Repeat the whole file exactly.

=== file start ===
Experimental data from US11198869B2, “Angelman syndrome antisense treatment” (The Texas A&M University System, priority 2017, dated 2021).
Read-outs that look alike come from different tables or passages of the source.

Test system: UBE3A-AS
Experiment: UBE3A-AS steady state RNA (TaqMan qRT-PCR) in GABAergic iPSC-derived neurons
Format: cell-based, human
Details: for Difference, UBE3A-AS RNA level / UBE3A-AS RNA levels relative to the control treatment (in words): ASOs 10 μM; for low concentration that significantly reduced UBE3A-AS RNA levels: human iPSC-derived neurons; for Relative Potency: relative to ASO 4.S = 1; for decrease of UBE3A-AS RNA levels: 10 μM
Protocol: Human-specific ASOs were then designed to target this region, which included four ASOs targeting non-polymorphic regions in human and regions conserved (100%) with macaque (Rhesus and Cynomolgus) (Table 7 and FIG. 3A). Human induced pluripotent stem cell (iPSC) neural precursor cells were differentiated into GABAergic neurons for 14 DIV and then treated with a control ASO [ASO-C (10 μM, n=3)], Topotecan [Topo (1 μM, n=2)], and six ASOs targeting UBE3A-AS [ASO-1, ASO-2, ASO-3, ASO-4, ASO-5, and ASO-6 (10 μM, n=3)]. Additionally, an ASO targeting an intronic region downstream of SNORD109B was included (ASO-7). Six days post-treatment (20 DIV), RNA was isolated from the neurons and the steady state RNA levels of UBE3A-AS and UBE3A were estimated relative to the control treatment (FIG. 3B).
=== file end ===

Experimental data from US11198869B2, “Angelman syndrome antisense treatment” (The Texas A&M University System, priority 2017, dated 2021).
Read-outs that look alike come from different tables or passages of the source.

Test system: UBE3A-AS
Experiment: UBE3A-AS steady state RNA (TaqMan qRT-PCR) in GABAergic iPSC-derived neurons
Format: cell-based, human
Details: for Difference, UBE3A-AS RNA level / UBE3A-AS RNA levels relative to the control treatment (in words): ASOs 10 μM; for low concentration that significantly reduced UBE3A-AS RNA levels: human iPSC-derived neurons; for Relative Potency: relative to ASO 4.S = 1; for decrease of UBE3A-AS RNA levels: 10 μM
Protocol: Human-specific ASOs were then designed to target this region, which included four ASOs targeting non-polymorphic regions in human and regions conserved (100%) with macaque (Rhesus and Cynomolgus) (Table 7 and FIG. 3A). Human induced pluripotent stem cell (iPSC) neural precursor cells were differentiated into GABAergic neurons for 14 DIV and then treated with a control ASO [ASO-C (10 μM, n=3)], Topotecan [Topo (1 μM, n=2)], and six ASOs targeting UBE3A-AS [ASO-1, ASO-2, ASO-3, ASO-4, ASO-5, and ASO-6 (10 μM, n=3)]. Additionally, an ASO targeting an intronic region downstream of SNORD109B was included (ASO-7). Six days post-treatment (20 DIV), RNA was isolated from the neurons and the steady state RNA levels of UBE3A-AS and UBE3A were estimated relative to the control treatment (FIG. 3B).